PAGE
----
When it comes to Christmas and Western films, the two don’t always meet. There are scenes in some movies where Christmas happens but there’s never really been a “Western Christmas movie” Sure, some may consider a random movie on Hallmark Channel, or a Christmas special of Western shows a member of the genre. Others could consider the Sam Elliott movie Prancer a Western Christmas film. Today, however, we’re going to look at a short film from 1945 called Star in the Night.
The plot of this short? Basically, it’s the Nativity story but in then-contemporary Western America mixed with A Christmas Carol. The Carol element comes in the form of a grumpy Scrooge-like Italian-American motel owner, Nick Catapoli (J. Carrol Naish).
His hatred of Christmas isn’t quite the same as Scrooge’s where a lifetime of happiness has made him reject happiness and cheer; he hates how phony people’s “good cheer” comes off. “All year, everybody is stingy, is mean, and squeezes the money. All of sudden it’s Christmas, everybody’s smiling and has a false face. Not Nick! I’m no phony!”
Basically, he’d rather be a grump then put on a false sense of merriment. The recipient of that strong line is a mysterious hitchhiker (Donald Woods) who doesn’t believe in that. “The true meaning of Christmas is peace, brotherhood, and love. Seems to me that’s the remedy for all the world’s troubles.”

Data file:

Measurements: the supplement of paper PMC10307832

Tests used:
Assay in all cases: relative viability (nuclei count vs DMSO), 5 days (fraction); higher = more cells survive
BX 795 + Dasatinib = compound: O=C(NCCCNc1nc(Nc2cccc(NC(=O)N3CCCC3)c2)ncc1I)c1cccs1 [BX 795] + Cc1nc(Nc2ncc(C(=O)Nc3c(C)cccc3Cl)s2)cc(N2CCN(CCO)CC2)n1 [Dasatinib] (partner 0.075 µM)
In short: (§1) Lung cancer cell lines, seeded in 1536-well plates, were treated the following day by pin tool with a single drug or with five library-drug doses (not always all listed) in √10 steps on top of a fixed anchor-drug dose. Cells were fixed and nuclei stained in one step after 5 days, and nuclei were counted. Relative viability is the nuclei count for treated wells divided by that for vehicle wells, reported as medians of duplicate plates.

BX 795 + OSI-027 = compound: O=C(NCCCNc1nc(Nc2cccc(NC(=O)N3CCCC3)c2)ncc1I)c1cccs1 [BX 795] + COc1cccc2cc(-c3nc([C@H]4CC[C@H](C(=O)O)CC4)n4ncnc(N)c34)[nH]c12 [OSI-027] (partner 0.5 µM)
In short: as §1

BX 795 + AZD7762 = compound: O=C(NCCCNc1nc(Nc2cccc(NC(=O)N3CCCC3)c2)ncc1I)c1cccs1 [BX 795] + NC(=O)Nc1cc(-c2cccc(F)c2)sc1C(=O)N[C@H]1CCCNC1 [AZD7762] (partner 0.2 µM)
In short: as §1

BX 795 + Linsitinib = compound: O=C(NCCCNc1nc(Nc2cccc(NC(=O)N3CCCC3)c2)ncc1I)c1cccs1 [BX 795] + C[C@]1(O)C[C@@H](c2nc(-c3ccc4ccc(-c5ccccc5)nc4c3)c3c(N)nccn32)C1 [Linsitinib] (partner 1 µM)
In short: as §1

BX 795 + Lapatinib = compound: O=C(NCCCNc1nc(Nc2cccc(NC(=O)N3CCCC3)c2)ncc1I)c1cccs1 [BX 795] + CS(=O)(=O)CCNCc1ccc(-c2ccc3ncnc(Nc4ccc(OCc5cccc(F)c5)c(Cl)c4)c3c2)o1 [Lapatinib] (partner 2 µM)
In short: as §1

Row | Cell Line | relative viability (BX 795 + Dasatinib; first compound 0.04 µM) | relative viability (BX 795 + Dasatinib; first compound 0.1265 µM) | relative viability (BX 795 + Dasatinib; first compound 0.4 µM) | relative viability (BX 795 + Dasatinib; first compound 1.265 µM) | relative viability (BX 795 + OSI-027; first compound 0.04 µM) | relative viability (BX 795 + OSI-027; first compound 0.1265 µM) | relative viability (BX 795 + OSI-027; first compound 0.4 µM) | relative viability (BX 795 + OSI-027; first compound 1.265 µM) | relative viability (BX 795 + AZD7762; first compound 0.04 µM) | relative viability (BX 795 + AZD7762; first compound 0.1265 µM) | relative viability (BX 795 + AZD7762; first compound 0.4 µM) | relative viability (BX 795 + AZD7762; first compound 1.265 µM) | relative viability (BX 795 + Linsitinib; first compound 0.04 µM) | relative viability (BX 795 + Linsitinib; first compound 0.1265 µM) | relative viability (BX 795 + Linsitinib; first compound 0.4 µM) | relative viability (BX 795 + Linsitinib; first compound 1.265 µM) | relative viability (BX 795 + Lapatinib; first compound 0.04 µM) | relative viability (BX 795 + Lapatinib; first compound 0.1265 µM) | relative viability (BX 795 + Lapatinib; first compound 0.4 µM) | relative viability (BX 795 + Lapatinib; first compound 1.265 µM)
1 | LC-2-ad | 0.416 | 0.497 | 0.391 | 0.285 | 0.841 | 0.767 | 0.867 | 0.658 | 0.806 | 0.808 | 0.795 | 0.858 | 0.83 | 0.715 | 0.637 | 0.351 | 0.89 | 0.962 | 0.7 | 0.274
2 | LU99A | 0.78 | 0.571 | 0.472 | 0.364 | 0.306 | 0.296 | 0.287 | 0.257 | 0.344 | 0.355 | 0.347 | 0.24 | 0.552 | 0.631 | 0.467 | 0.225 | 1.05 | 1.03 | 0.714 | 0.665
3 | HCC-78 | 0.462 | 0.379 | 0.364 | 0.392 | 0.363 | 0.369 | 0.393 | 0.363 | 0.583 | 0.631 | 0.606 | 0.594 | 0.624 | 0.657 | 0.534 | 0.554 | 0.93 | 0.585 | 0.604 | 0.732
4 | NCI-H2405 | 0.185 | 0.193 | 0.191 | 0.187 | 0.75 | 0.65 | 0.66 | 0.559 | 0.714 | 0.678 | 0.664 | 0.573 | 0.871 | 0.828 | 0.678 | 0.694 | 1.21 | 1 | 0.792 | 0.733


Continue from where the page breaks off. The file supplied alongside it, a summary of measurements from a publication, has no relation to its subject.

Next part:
While that’s going on, he has to deal with the attendees as his motel. A woman trying to sleep complaining about loud carolers (Virginia Sale), a traveling salesman upset about the shirt cleaning service provided (Irving Bacon), and a traveling couple wanting extra blankets (Dick Elliott and Claire Du Brey).
The motel then receives another set of visitors in the form of Maria and Jose Santos (Lynn Baggett and Anthony Caruso), who “followed the star” (a giant light-up star) to the motel, but there are no more rooms available so they have to stay in the shed and, you guessed it, pregnant Maria is going into labor.
As the night goes on, the occupants of the motel hear news about the delivery and help out any way they can. The traveling wife and the complaining woman help out Nick’s wife, Rosa (Rosina Galli), deliver the baby, while the traveling husband comforts and chats with Jose. The couple also give up their extra blankets. The man complaining about the cleaning service buys Jose a cigar and offers his shirts as clean sheets for the couple.
After the baby is delivered, everybody congratulates the new father, and three cowboys come roaming in with toys they bought to impress a pretty store owner. The hitchhiker leaves and Nick feels a great sense of warmth and Christmas cheer.
Although this film is only a short, it really does have that same warmth that great specials have. And like a lot of the greats, it’s timeless. If you’re looking for something to add to you Christmas-watch list, then by all means, add this. You can watch it on YouTube below or as an extra on DVD copies of Christmas in Connecticut.
To conclude, I’ll add in a little trivia: This was the first directorial job of Don Siegel. Yes, the man who went on to direct gritty, harsh, bare-knuckle action films made this charming little film.